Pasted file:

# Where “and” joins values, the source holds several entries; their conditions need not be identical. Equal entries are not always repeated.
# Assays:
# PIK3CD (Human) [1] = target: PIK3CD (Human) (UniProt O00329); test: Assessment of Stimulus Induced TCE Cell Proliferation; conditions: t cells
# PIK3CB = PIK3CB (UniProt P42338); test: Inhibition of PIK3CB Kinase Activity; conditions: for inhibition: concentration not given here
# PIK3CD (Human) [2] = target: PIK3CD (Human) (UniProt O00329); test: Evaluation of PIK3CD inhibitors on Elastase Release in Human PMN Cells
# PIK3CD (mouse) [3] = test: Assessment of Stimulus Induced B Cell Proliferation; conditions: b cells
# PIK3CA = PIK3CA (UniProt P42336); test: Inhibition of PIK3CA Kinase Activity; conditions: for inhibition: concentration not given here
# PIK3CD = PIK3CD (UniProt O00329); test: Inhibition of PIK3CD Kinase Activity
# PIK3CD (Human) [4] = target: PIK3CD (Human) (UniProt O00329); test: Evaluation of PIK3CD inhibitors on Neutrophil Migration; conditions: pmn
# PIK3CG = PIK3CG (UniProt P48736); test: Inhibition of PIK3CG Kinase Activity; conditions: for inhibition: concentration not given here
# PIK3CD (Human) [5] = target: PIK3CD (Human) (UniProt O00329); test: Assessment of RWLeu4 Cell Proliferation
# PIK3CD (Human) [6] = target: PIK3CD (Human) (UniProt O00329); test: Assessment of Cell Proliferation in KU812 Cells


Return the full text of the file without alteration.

# Where “and” joins values, the source holds several entries; their conditions need not be identical. Equal entries are not always repeated.
# Assays:
# PIK3CD (Human) [1] = target: PIK3CD (Human) (UniProt O00329); test: Assessment of Stimulus Induced TCE Cell Proliferation; conditions: t cells
# PIK3CB = PIK3CB (UniProt P42338); test: Inhibition of PIK3CB Kinase Activity; conditions: for inhibition: concentration not given here
# PIK3CD (Human) [2] = target: PIK3CD (Human) (UniProt O00329); test: Evaluation of PIK3CD inhibitors on Elastase Release in Human PMN Cells
# PIK3CD (mouse) [3] = test: Assessment of Stimulus Induced B Cell Proliferation; conditions: b cells
# PIK3CA = PIK3CA (UniProt P42336); test: Inhibition of PIK3CA Kinase Activity; conditions: for inhibition: concentration not given here
# PIK3CD = PIK3CD (UniProt O00329); test: Inhibition of PIK3CD Kinase Activity
# PIK3CD (Human) [4] = target: PIK3CD (Human) (UniProt O00329); test: Evaluation of PIK3CD inhibitors on Neutrophil Migration; conditions: pmn
# PIK3CG = PIK3CG (UniProt P48736); test: Inhibition of PIK3CG Kinase Activity; conditions: for inhibition: concentration not given here
# PIK3CD (Human) [5] = target: PIK3CD (Human) (UniProt O00329); test: Assessment of RWLeu4 Cell Proliferation
# PIK3CD (Human) [6] = target: PIK3CD (Human) (UniProt O00329); test: Assessment of Cell Proliferation in KU812 Cells